Theresa May rules out second Brexit referendum
Theresa May is unimpressed with the intervention of Tony Blair. (Reuters: Eddie Keogh/Stefan Rousseau)
British Prime Minister Theresa May is set to state her opposition to a second Brexit referendum, and will tell Parliament such a vote would “break faith” with the British people and do “irreparable damage” to politics.
- Theresa May says a second referendum would show democracy had not delivered
- Tony Blair calls for a second vote
- Mrs May says Mr Blair is trying to “undermine” her efforts
With Mrs May facing a deadlock in Parliament over her deal to leave the European Union and the bloc offering little in the way of concessions to win MPs over, more politicians are calling for a second referendum to break the impasse.
But Mrs May and her ministers have ruled out a new ballot, saying it would deepen already-ugly divisions over Britain’s biggest decision since World War II and betray voters who narrowly backed leaving the EU at a 2016 referendum.
“Let us not break faith with the British people by trying to stage another referendum,” Mrs May will tell MPs, according to extracts of her speech released in advance.
“Another vote which would do irreparable damage to the integrity of our politics, because it would say to millions who trusted in democracy, that our democracy does not deliver.
“Another vote which would likely leave us no further forward than the last.”
Supporters of Mrs May also played down suggestions a second referendum could be in the works.
“Suppose we had another referendum. Supposing the ‘remain’ side won it by 52 to 48, but it was on a lower turnout — entirely possible,” International Trade Secretary Liam Fox told the BBC.
“If there is another referendum, which I don’t think there will be, people like me will be immediately demanding it’s best of three. Where does that end up?”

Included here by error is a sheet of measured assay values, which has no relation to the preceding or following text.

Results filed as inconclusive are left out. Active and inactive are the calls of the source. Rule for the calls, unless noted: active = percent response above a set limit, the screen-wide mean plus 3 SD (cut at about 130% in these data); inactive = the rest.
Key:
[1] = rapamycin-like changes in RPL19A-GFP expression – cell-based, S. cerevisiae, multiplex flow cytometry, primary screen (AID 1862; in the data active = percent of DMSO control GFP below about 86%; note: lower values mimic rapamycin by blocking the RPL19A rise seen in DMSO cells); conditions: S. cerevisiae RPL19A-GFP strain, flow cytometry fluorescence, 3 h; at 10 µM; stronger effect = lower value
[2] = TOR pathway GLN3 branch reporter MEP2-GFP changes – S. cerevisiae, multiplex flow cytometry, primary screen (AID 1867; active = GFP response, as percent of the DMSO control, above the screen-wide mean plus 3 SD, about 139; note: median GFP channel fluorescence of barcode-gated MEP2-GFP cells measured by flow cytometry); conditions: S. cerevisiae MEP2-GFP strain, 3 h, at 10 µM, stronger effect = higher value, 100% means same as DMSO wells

Education Secretary Damian Hinds also said a second vote was not the answer.
“A second referendum might postpone the deadlock but then it would extend the deadlock and we could have the whole thing all over again.”
Mrs May returns to Parliament after a visit to Brussels last week where she called on EU leaders to offer assurances over the so-called Northern Irish “backstop” — an insurance policy to prevent the return of a hard border between the British province and Ireland that its critics fear will trap Britain.
But while EU leaders said they were willing to help Mrs May, they warned the British Prime Minister she could not renegotiate the deal, agreed on earlier this year.
Blair accused of ‘undermining’ PM
Underscoring the acrimony in the UK over Brexit, Mrs May and former prime minister Tony Blair of the Labour Party traded jibes in the media.
Mrs May accused Mr Blair of “undermining” her efforts to deliver Brexit by calling for a second referendum.
Mrs May said his comments were “an insult to the office he once held”.
Mr Blair shot back, saying he had a right to comment on “the most important decision our country has taken since the end of World War II”.
“What is irresponsible, however, is to try to steamroller MPs into accepting a deal they genuinely think is a bad one with the threat that if they do not fall into line, the Government will have the country crash out without a deal,” Mr Blair said.
Theresa May has been trying to gain concessions on the Brexit deal from EU leaders. (AP: Geert Vanden Wijngaert)
The British Parliament was supposed to vote on Mrs May’s Brexit plan last week, but she postponed it after it became clear that MPs would decisively reject it.
Politicians were outraged at not having a chance to have their say.
Mrs May’s own Conservative Party triggered a confidence vote in her party leadership, which she won, but a third of her party revolted against her.